Inspiration! Roundup: Flying Girls, Flowery Animals, Just Joking, Ellen, and More!

This Week's "I want to go to there": Mostly I was just taken with the fact that this could 100% be me and my boyfriend.
But also: sunshine and warmth and beaches? I'LL TAKE IT!
Photo by Alexandra Munoz.

Flying Girls

I am fully taken with the art installation piece Flying Girls. I want to see it in person and walk around it and stand in the middle of it, which they wouldn't want me to do so it's better that I'm just seeing it in a photo.

Flowery Animals

Raku Inoue's flowery animals are so beautiful! I want to hug them, but that would hurt them.

Just Joking

If you have found yourself even a little bit confused about comedy these days, not sure what counts as funny and what doesn't and why some comedians seem to get away with things others cannot say, HAVE I FOUND THE FACEBOOK POST FOR YOU! Glori Adams gives a full breakdown of different kinds of jokes and where they come from, what makes them funny, and then... why one particular comedian's "comeback" isn't comedy anymore. It's a brilliant lesson in what makes comedy work as well as an explanation of when it doesn't.

"In order for a joke to land, you have to play with concepts your audience understands, and you have to point/push/punch in a direction your audience is comfortable with you going."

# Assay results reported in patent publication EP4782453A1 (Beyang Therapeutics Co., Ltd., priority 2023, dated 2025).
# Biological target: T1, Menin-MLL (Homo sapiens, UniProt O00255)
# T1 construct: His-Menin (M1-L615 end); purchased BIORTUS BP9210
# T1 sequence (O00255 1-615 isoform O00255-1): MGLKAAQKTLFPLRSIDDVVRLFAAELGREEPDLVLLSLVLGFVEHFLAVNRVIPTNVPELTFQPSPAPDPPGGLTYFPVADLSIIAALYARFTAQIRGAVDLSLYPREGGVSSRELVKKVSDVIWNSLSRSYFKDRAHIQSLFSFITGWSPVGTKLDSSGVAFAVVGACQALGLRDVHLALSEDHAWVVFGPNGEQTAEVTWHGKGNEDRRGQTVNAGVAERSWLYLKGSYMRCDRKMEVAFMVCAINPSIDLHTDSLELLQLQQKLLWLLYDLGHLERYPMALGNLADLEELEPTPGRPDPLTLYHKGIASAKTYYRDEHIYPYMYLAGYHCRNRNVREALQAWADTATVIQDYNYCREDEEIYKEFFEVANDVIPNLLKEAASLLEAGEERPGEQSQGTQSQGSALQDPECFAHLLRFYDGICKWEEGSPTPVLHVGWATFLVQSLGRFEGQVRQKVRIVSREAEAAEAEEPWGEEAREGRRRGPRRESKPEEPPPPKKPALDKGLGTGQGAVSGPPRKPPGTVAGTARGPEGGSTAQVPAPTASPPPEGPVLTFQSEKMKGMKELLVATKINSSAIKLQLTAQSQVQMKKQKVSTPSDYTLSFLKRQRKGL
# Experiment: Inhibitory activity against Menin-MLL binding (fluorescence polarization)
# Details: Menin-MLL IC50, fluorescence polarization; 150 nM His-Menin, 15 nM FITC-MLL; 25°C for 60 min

Into the Light

The other day was particularly sunny and lovely, so I told my coworkers I was going to stand outside, bathe in the light, and never come back. My coworker said that I have "surrendered to the beauty of the sun", and I etched those words in my heart for FOREVER because they are true and beautiful.

This art exhibit seems perfect for me: it's called New Dawn and it is made up of nothing more than a set of blinds with LED lights behind them that create the illusion of moving tree branches on the other side. It looks stunning and tragic, all at once.


I have never seen Ellen Degeneres photographed this way, and of course it came from a combination of her brilliance and that of Annie Lebowitz.


"We have forgotten the power of silence."
-Bobette Buster

This is definitely true for me in the general part of my life: I fill every moment possible with music or words (my own or those of a podcast). When I find myself in silence, it is either a huge relief or an oppressive and weighty experience.

However, I would like to let Bobette know that there is at least one place where the power of silence is deeply known, and that is live theatre. We know, in theatre, how powerful silence is, and we try to wield that power wisely.

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